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Transport

Sustainable Mobility, the new imperative

Pierre Guislain's picture
Sao Paulo Metro, financed by the World Bank Group
Photo: Andsystem

Mobility is at the heart of everything we do – education, jobs, health, trade, social and cultural engagements. But mobility is facing critical challenges that need to be confronted urgently if we are to tackle climate change: over one billion more people on our planet by 2030, with greater needs for mobility; the expected doubling of the number of vehicles on the road by 2050; greenhouse gas emissions that represent almost a quarter of total energy-related emissions, and rising under a business as usual scenario; and the additional challenge of connecting one billion people who still lack access to all-weather roads and efficient transport services.

It is clear that countries’ mobility choices today will either lock us into unsustainable scenarios or will open the way for new possibilities.

On April 22 2016, 175 government leaders signed the historic Paris climate agreement, calling for ambitious and urgent action to implement  global climate change commitments. On May 5-6 in Washington DC, representatives from government, private sector, civil society, academia and multilateral development banks will gather for the Climate Action 2016 Summit. With more than 70% of countries’ Nationally Determined Contributions (NDCs) mentioning transport, the sector is one of the focus area of this summit.
 
A framework for Sustainable Mobility
As coordinator of the summit’s transport track, the World Bank is organizing on May 4th a pre-Summit Transport day in collaboration with the World Resource Institute, the Paris Process on Mobility and Climate (PPMC) and the Michelin Bibendum Challenge. The pre-Summit event will focus on the bold actions that are needed not only to decarbonize transport, but also to make it accessible to all, to improve its efficiency, and to ensure its safety.

Steering Colombia’s future: Ruta del Sol lays the foundation for nation’s road PPPs

Richard Cabello's picture
Photo: Euroestudios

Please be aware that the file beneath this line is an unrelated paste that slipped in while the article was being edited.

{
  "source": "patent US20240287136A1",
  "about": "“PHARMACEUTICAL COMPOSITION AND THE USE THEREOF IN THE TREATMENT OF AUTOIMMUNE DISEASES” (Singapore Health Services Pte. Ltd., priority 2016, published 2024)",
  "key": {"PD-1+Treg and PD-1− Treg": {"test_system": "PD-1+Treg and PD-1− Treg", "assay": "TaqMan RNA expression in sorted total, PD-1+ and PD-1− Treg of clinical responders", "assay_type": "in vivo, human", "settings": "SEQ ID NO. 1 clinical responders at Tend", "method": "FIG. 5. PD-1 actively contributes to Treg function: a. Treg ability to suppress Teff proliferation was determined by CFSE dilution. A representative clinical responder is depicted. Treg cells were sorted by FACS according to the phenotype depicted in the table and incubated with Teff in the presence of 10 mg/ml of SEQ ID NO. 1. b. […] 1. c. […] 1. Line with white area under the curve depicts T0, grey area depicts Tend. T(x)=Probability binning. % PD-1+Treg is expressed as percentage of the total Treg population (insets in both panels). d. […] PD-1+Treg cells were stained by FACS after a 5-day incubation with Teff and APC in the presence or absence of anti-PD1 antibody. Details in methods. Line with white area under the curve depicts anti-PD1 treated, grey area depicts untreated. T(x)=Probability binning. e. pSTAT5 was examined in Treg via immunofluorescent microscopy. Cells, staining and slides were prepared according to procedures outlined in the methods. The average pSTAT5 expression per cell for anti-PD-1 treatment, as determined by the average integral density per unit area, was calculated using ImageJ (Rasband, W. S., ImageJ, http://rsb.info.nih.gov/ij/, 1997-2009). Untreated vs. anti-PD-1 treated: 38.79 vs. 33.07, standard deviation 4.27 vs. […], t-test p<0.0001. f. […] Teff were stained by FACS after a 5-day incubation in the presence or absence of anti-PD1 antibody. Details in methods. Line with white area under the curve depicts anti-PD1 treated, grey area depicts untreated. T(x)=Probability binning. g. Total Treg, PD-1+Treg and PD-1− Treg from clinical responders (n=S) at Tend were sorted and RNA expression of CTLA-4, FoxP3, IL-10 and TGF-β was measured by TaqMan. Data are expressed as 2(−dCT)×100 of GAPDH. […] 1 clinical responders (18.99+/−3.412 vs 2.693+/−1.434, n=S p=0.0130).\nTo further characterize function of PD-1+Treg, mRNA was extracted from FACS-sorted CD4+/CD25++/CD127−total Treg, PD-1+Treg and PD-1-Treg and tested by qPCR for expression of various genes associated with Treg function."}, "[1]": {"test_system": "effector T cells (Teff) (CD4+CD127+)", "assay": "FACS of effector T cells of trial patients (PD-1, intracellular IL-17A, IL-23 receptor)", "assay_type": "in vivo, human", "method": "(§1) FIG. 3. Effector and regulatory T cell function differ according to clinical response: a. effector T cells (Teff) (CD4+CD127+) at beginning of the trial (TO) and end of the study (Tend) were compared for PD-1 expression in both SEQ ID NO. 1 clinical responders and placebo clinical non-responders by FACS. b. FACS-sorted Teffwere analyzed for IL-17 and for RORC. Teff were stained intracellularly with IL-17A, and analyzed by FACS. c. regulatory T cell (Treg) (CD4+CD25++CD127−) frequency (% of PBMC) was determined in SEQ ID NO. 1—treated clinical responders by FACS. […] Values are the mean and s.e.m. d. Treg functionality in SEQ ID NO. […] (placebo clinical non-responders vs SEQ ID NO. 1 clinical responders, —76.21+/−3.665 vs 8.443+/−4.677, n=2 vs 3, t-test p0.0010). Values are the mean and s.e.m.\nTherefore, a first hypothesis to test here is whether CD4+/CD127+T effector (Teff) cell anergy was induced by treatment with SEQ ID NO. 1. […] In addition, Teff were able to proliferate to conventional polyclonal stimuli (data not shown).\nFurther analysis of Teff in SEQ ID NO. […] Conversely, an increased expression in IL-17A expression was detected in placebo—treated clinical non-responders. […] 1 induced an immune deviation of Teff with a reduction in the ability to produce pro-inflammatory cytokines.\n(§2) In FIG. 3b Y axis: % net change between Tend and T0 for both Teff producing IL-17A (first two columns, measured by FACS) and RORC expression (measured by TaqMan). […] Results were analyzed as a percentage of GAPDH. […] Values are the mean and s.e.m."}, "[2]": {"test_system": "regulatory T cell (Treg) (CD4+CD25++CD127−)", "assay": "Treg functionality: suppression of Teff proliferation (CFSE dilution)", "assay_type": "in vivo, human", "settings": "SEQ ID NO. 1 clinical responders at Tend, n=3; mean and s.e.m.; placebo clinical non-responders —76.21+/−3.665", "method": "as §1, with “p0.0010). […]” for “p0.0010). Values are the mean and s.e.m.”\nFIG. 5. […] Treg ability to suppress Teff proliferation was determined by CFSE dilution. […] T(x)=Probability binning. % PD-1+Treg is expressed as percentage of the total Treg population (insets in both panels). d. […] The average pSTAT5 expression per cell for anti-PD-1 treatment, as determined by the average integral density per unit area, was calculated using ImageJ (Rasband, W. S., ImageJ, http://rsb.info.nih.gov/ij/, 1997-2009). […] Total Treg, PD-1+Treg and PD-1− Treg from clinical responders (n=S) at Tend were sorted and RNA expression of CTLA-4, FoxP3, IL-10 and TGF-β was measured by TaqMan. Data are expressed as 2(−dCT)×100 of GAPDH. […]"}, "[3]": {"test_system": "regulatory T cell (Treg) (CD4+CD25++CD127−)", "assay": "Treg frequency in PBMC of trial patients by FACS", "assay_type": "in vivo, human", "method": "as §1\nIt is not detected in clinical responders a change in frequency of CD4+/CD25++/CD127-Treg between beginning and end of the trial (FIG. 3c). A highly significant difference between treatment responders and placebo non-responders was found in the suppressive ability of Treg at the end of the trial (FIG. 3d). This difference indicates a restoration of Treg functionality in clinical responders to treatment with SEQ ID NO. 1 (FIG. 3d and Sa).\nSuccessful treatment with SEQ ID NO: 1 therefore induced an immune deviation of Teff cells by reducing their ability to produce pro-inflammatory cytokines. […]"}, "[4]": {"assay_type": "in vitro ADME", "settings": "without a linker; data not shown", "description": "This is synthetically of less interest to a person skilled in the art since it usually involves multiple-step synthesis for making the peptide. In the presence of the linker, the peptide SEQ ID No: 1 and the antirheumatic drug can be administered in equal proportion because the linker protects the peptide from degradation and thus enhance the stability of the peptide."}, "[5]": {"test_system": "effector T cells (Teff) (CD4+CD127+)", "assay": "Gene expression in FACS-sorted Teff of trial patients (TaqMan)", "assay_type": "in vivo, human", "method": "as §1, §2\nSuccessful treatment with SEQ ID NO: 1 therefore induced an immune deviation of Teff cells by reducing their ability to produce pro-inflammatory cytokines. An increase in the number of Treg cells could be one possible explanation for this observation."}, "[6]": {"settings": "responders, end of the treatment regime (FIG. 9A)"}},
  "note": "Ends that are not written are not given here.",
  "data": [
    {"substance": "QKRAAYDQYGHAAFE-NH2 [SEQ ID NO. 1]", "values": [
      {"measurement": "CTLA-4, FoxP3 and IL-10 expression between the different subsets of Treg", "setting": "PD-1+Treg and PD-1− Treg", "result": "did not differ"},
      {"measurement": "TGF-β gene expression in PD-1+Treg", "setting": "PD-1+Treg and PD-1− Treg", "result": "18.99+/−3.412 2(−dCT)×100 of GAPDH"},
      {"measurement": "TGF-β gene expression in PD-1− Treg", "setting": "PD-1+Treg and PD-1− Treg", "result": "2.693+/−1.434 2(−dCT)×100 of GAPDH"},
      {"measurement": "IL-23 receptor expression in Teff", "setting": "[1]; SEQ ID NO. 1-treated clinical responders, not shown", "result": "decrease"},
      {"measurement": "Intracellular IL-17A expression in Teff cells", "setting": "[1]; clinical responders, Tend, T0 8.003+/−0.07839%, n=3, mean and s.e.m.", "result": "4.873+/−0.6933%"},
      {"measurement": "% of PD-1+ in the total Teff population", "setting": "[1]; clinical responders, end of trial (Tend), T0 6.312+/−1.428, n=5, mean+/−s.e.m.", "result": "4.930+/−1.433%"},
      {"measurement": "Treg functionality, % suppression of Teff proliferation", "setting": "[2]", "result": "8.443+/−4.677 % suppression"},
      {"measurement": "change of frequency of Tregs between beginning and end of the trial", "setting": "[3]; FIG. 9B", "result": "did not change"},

Like other countries in Latin America, Colombia has been expanding its road network over the years using a variety of public-private partnership (PPP) models and contractual structures. However, many of these projects were not properly prepared and structured, which in some cases has led to contract renegotiations. In addition, these projects attracted very limited participation from international investors.

Predicting success for infrastructure in emerging markets: Moving from art to science

Jyoti Bisbey's picture

with research contributions from Zichao Wei

At conferences, in meetings, and even during casual work conversations, I am asked the same two questions:  “Which countries are ideal for investments in infrastructure?  Where should the investors invest and what new opportunities should they look toward?” 

While sitting in the World Bank gives us a bird’s-eye view of emerging markets and developing economies (EMDEs), it doesn’t offer the up-close-and-personal perspective that investors demand in order to answer these questions in a succinct way.  Not that there’s any shortage of synoptic responses. Any number of “market gurus” can assess projects in a second, gathering all the low hanging fruits which are out there in EMDEs.  If there is a private deal to be made, then the deal is already done.

A field guide to infrastructure

Chris Heathcote's picture

Birdwatchers and nature enthusiasts already know that a field guide is a book designed to help the reader identify wildlife or other objects that occur naturally, like minerals.  It’s meant to be carried into the “field” to help distinguish between similar objects.

At the Global Infrastructure Hub, we thought it was time for a field guide to infrastructure, pointing out the different resources that populate the landscape and helping them connect better. The Global Infrastructure Hub’s Field Guide to Infrastructure Resources (Field Guide) collects together existing resources and helps the user establish connections among them. 

Drones for better roads: Pointers from the Philippines

Kai Kaiser's picture
Local leaders have turned to OpenStreetMaps (OSM), and use targeted drone tracking to document road needs and investment progress.  Photo: Kai Kaiser

Amazon is promising to deliver goods with drones. Seeing these prospective innovations in airborne delivery, we’ll be forgiven for thinking that bad roads will increasingly be secondary concerns.

But the reality is that “last mile” road access will continue to be a major and costly development challenge for years to come. “Last mile" access refers to road to final destinations, whether communities, crops, markets, schools or clinics. These are typically provincial, city-municipal and barangay (village) roads in the Philippines.